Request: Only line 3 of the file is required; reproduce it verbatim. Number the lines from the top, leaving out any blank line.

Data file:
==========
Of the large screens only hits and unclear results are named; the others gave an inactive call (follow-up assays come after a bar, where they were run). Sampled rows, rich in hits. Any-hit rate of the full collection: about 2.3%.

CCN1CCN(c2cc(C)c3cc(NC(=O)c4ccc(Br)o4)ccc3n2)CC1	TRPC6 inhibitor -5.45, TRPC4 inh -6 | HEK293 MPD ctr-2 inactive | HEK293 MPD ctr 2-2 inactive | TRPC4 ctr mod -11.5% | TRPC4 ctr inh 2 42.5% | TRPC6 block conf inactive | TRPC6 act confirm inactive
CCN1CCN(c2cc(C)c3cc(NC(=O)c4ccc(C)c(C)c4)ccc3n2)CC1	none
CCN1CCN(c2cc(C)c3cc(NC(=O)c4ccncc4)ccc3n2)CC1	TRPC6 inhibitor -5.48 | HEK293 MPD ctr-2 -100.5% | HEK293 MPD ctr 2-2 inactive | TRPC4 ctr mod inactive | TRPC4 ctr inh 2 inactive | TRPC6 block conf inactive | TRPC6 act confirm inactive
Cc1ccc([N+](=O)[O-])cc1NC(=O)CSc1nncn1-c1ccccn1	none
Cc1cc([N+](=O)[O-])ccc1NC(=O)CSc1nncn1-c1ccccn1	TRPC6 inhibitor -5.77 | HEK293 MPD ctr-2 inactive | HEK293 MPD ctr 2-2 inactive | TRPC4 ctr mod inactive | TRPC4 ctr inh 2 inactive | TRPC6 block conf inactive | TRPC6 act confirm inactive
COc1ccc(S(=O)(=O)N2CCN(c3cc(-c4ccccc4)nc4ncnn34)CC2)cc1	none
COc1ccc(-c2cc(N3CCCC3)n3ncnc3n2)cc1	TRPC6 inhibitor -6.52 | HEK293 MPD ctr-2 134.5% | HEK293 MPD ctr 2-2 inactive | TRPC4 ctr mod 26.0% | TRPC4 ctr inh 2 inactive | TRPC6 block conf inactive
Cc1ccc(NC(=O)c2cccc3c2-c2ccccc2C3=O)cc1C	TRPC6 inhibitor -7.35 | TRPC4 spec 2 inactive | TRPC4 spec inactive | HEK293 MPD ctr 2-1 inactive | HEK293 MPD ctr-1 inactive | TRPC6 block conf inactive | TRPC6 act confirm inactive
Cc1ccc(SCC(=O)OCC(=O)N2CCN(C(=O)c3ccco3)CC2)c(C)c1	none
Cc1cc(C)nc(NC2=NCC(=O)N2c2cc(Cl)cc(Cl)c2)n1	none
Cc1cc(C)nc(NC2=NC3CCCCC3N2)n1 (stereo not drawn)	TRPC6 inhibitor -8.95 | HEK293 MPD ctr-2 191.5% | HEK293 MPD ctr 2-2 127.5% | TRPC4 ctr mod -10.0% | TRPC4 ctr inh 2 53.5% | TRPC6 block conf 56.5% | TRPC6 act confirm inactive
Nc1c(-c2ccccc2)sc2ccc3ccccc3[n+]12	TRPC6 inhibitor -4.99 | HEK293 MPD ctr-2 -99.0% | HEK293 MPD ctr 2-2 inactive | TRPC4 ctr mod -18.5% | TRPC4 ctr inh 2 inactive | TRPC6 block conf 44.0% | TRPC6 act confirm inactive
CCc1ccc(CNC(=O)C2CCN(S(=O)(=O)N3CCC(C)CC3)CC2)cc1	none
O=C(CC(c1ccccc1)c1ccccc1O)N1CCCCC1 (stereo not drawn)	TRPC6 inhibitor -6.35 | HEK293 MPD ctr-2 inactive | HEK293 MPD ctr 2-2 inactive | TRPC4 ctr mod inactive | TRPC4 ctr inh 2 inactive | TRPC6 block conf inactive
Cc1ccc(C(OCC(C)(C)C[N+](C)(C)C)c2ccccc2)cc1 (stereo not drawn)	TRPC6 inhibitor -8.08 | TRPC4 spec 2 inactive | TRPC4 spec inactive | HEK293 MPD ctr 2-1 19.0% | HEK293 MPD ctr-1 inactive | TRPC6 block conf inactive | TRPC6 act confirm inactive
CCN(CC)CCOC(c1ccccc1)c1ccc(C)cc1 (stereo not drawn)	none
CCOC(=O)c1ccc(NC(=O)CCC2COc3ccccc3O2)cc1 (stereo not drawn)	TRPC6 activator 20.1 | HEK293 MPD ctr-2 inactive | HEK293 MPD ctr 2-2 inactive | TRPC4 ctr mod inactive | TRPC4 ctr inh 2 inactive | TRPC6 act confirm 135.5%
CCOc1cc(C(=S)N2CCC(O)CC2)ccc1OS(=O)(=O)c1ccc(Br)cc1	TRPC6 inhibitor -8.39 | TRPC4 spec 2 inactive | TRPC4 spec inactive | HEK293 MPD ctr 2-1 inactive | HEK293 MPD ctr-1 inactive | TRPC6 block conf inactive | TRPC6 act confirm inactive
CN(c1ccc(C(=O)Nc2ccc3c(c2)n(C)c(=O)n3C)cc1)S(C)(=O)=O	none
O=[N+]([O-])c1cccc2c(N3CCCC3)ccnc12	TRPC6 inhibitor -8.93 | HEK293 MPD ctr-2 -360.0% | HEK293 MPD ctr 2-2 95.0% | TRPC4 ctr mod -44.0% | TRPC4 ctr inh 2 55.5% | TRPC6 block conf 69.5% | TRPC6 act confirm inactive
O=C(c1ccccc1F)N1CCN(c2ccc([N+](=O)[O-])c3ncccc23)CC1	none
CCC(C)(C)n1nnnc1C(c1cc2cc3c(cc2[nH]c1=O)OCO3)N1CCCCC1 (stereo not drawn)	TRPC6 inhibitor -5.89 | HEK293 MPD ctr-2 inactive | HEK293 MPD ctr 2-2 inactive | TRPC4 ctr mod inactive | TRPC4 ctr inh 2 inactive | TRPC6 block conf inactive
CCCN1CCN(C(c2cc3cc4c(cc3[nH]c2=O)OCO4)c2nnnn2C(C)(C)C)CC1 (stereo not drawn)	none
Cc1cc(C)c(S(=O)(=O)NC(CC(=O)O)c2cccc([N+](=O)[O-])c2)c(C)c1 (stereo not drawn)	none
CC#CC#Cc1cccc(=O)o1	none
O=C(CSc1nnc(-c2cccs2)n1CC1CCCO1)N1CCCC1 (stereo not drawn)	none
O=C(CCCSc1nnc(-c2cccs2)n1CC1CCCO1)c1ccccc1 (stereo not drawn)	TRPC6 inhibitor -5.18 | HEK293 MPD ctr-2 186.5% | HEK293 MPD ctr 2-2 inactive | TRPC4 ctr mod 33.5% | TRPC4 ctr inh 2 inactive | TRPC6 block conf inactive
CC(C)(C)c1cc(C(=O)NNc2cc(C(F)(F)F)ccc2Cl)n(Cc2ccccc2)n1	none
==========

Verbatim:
CCN1CCN(c2cc(C)c3cc(NC(=O)c4ccc(C)c(C)c4)ccc3n2)CC1	none